10/8/13 (above).  Hokkaido product.

Raw Tarako
12/2/13 - In the photo above we have Nama Tarako - 生たらこ Nama in Japanese means raw. Tarako is cod roe. It is differentiated from the walleye pollack roe above in that tarako is not spicy whereas the mentaiko (Walleye Pollack Roe - see above) is spicy. On a side note, I always like to draw linkages where possible - draft beer is called "nama biru" in Japanese.  So you'll hear it often as a starter drink in restaurants.

kayaku gohan
Dec 2013 - Kayaku Gohan かやく御飯 is boiled rice mixed with vegetables and meat or fish. Gohan is simply "boiled rice" and kayaku is "added ingredients." Perhaps you've heard the honorific o-sake (sake) or o-mizu (water). Well this is the same honorific, only here it's written in Kanji. For Chinese origin nouns the "o" becomes "go" (the ON reading of the Kanji).

Jan 2014 - Spicy Konbu (seaweed) and leaf tougarashi (chili pepper leaf)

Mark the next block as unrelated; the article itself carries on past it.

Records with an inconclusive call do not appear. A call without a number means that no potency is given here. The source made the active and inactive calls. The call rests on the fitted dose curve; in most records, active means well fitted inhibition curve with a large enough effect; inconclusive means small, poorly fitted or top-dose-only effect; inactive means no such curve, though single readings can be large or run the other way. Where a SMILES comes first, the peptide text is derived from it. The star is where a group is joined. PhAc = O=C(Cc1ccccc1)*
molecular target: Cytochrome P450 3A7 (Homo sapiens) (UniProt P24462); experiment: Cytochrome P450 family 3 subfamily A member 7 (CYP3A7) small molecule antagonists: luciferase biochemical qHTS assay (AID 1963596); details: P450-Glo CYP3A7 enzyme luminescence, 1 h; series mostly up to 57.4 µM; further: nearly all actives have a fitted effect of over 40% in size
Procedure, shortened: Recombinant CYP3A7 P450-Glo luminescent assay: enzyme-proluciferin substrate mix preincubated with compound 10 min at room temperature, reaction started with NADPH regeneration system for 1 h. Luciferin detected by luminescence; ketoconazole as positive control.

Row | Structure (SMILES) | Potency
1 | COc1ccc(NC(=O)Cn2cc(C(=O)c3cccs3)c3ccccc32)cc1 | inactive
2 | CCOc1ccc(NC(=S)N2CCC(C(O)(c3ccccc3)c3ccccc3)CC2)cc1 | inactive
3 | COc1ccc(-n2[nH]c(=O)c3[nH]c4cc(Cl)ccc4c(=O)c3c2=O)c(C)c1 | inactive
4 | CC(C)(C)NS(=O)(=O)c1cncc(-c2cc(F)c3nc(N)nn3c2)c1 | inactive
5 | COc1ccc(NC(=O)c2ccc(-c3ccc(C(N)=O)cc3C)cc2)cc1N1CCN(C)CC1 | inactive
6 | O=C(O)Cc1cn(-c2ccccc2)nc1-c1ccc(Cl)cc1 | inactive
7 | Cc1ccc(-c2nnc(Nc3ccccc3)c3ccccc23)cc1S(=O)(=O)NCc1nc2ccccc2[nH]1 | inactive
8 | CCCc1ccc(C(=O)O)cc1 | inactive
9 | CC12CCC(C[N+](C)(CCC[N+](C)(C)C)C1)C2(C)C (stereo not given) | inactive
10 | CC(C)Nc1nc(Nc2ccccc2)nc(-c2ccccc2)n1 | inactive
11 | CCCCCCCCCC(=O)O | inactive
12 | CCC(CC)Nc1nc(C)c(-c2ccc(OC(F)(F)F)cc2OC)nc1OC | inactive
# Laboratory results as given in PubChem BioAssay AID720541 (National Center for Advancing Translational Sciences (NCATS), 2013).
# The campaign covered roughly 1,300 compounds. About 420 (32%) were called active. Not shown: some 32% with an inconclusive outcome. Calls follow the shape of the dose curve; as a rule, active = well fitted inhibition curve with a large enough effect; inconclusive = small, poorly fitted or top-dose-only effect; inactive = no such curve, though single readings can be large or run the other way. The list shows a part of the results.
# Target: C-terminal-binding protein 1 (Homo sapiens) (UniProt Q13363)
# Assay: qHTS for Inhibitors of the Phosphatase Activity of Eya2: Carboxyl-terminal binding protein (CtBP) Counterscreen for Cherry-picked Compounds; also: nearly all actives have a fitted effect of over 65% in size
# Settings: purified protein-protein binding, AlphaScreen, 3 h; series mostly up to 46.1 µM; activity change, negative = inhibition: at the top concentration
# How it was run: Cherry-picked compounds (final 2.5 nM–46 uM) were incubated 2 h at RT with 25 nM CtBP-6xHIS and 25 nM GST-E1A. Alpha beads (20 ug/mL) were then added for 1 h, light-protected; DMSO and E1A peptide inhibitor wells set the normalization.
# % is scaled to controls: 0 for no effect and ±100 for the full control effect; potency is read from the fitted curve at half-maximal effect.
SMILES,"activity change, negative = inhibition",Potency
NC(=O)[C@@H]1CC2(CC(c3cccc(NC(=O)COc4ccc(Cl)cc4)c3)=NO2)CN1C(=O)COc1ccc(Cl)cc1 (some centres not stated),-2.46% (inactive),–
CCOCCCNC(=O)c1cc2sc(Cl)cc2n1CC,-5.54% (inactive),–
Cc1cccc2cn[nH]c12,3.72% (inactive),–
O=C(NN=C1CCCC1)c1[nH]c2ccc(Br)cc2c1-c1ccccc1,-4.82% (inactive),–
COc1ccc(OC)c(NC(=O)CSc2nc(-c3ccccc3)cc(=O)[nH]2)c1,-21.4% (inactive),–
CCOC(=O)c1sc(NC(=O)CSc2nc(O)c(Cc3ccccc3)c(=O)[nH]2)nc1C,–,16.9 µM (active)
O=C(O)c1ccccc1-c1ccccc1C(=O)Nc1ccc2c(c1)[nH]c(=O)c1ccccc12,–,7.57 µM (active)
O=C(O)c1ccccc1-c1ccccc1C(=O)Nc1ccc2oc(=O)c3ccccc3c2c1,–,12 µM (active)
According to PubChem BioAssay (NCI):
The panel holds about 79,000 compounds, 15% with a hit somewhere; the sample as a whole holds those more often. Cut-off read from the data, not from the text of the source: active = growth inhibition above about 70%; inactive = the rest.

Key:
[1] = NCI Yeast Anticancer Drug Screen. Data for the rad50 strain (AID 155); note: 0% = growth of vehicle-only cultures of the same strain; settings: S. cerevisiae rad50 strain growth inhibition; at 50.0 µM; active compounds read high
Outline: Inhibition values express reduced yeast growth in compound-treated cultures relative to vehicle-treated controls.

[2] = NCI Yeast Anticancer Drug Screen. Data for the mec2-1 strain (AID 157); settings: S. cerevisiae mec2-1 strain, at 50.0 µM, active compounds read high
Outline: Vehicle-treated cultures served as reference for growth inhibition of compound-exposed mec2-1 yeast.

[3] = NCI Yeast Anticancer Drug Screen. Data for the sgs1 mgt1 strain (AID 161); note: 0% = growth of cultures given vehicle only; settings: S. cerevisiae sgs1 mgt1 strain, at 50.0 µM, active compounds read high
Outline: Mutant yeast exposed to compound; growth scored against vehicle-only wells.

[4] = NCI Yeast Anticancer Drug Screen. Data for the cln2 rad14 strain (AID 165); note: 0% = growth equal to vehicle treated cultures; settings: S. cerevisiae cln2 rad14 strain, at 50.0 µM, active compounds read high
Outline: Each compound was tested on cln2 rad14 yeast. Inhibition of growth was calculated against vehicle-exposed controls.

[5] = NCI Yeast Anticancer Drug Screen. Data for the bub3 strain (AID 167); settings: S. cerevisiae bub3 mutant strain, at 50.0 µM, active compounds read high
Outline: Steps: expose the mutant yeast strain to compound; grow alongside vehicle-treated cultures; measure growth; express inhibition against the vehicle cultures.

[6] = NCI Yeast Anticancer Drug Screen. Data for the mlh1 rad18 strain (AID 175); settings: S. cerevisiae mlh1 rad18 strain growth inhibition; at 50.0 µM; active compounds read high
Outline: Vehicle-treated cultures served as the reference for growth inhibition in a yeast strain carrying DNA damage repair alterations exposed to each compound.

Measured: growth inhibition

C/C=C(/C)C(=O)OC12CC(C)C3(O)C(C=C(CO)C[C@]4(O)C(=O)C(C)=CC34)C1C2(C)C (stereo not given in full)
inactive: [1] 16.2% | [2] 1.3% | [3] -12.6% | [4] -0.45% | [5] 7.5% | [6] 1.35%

The little box above the 120 Yen says "spicy"

Jan 2014 - Beef with rice and egg flavor
The above onigiri mimics the beef bowl over rice dish called gyumeshi. View here.

 If you'd like to see what a cutaway looks like to view the inside of an onigiri, you can to the 7-11 Japan website here to take a look.


The all new 7-11 Japan (and other places) tea guide: 

Other things at 7-11 Japan:

 won't describe all these but sort of a fried rice onigiri. One is chicken tsukune and another sausage. 

7-11 Japan takes special care both in making and delivering their onigiri. They use carefully selected rice and make the rice balls in many factories located throughout the country so that they are close to the distribution centers/stores to which they deliver to, in order to maintain freshness. When ready to deliver, they note that 20 degrees Celcius is the optimum temperature to keep the onigiri so that it stays moist and fresh at the same time. All points from the factory, distribution center, and the delivery truck are all kept at 20C.